Consolidation: Panacea or Pandora’s Box?

There’s a lot of talk about “consolidation” going on in the public safety arena these days, as well as some action. For example, municipalities such as Naples, FL are beginning to combine adjacent fire districts; others such as Long Beach, CA are consolidating their police and fire dispatch centers; and still others, such as Sunnyvale, CA and Rockford, MI have gone so far as to merge their police, fire, and EMS functions or departments. In each case, leaders were up front in acknowledging that the consolidation is/was budget-driven. Clearly decision-makers are hoping that the results will help stabilize the community’s financial woes. But have they found a panacea or opened a Pandora’s box?

In my experience, organizations that consolidate, merge, acquire, or otherwise combine like or unlike entities often fail to think through carefully the implications of their actions. Unintended negative consequences often result. To avoid that unfortunate outcome, here are some questions that leaders whose decisions affect the level of public safety in their communities might want to consider before they go down the consolidation path:

  • What or who is driving the consolidation effort?
  • What will be the impact of the consolidation on the level of public safety?
  • Are the estimated cost savings net of all direct and indirect costs? That is, do they include expenses such as those for re-training employees, for replacement workers while staff are undergoing training, for purchasing new equipment and systems, for combining disparate systems and equipment, for running redundant systems during testing periods, and for negotiating changes to union and vendor contracts?
  • Have you considered and addressed clearly infrastructure and system issues related to combining functions or organizations – e.g., the effects on pay and benefits of employees of the surviving entity, particularly when there are disparities between the groups; work rules; schedules; seniority lists; performance management systems; labor-management relations and issues; management hierarchy; and displaced employees?
  • What processes have you put in place to communicate effectively with employees and stakeholders, including the community, before, during, and after the consolidation?
  • Do employees and stakeholders view the consolidation as being procedurally fair? That is, were the decision processes free of bias and discrimination, and transparent, and did they provide opportunities for meaningful input by stakeholders?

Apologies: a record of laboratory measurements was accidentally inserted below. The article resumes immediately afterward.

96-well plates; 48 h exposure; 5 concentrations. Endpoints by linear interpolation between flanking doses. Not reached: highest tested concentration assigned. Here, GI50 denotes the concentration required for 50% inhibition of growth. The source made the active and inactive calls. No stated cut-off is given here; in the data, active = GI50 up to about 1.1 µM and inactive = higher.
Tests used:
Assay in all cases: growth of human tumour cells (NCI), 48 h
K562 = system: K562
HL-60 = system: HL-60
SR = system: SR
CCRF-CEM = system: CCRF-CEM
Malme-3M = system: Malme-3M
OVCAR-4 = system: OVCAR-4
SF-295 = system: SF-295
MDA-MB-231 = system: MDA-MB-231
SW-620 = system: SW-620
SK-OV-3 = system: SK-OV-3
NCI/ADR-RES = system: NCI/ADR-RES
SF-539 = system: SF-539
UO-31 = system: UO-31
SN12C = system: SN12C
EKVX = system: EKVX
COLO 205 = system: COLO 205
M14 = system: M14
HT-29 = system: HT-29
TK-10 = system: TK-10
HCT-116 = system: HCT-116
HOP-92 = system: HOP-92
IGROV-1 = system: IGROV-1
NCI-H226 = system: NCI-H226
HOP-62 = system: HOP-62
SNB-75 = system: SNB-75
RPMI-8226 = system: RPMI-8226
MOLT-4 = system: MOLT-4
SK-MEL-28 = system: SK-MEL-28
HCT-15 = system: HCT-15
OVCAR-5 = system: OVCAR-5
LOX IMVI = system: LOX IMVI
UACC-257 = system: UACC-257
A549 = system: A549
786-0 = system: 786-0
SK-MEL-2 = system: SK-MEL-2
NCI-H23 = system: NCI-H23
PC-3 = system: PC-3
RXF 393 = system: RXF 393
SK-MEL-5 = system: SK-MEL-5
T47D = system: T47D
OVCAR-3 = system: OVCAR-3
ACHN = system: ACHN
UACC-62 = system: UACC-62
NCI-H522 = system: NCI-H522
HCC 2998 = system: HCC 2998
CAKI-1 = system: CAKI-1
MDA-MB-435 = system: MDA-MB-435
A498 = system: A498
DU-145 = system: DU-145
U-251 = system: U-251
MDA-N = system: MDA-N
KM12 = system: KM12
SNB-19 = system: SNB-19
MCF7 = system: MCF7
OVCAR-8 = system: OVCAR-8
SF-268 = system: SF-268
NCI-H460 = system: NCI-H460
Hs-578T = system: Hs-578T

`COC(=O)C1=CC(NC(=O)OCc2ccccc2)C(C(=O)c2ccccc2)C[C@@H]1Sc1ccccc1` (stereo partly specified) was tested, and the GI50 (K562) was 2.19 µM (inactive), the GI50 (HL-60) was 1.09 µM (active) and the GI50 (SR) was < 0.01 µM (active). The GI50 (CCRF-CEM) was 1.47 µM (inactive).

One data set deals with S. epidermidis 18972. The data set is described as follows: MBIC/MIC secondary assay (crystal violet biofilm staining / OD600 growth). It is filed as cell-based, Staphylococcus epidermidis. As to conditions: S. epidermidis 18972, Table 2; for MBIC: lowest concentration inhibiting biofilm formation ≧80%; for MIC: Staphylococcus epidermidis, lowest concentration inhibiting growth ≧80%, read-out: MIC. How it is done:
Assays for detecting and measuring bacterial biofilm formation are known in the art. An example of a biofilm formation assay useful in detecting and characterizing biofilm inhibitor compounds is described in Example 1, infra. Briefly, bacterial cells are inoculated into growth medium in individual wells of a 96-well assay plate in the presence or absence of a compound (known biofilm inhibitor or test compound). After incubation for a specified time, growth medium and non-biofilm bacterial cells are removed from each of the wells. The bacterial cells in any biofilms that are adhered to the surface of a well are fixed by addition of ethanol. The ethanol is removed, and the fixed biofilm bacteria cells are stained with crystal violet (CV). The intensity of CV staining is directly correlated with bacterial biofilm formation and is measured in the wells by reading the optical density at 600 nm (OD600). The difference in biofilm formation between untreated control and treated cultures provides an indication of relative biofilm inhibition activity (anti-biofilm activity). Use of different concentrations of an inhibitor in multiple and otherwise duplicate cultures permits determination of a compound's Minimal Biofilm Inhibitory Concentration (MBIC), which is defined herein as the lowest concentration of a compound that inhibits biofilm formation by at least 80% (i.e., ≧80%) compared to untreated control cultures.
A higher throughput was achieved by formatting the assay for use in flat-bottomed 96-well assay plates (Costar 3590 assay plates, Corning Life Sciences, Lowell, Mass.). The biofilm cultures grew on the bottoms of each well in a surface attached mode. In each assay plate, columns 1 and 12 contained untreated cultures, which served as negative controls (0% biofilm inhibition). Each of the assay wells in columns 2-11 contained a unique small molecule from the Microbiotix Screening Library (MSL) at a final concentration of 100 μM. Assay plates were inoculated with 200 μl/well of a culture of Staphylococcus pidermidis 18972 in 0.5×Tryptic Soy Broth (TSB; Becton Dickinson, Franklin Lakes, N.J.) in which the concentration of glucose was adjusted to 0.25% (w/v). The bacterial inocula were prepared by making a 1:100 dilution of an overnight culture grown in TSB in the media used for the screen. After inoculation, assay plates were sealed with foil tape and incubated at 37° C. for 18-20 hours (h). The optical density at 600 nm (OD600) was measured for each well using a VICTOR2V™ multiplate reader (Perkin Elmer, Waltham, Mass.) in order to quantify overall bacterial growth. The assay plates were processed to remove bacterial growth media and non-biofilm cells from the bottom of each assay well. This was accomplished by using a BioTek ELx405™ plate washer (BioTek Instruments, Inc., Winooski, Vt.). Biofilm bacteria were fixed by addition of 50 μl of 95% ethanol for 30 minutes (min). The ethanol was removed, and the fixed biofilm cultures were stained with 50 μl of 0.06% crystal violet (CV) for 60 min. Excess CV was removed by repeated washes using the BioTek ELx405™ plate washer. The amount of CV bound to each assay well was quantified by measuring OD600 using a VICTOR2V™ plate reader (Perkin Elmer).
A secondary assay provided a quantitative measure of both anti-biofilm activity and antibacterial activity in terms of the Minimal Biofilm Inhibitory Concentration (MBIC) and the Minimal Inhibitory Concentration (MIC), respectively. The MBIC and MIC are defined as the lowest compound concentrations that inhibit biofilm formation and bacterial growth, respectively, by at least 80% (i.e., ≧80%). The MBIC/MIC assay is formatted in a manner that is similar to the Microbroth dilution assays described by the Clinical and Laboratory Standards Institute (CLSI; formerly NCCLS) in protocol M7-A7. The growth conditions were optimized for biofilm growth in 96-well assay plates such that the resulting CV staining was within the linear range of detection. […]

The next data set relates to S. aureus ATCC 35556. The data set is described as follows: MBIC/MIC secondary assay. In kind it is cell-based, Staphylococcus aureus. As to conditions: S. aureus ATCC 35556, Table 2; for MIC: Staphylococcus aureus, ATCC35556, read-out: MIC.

• How will you address the human side of consolidation so that employees remain engaged and productive before, during, and after the transition? For example, how will you address employee fears such those related to job loss, change of function or job, loss of organizational traditions and culture, the need to adapt to new methods and processes, the loss of one’s identity, and generally, fear of the unknown?
  • How will you successfully merge the cultures of the combining organizations?
  • What is the vision for the surviving entity? Who created it? Who is responsible for implementing it?
  • How will stakeholders know the consolidation is making progress, and when it has been successful? How is “success” defined?
  • Are your expectations for implementation and degree of success reasonable in terms of time, cost, outcomes, and solving the original problem?
  • Have you explored and considered carefully other options? What were your criteria for selecting the consolidation option?

In short, it pays for those who make decisions that affect the level of public safety in their community to engage in a systematic process of due diligence and to involve their stakeholders in the discussions prior to heading down the consolidation path.

(Note: The graphic is an engraving by F.S. Church and is in the public domain.)

© 2013 Pat Lynch. All rights reserved.

Be Sociable, Share!
Enjoy this post but no time to check back regulary for new entries? No problem. This blog can notify you by email when we post something new. Just enter your email below to start receiving new posts by email.

Enter your email address:

We respect your privacy. We will never share, sell, trade, or otherwise distribute your contact information.

Speak Your Mind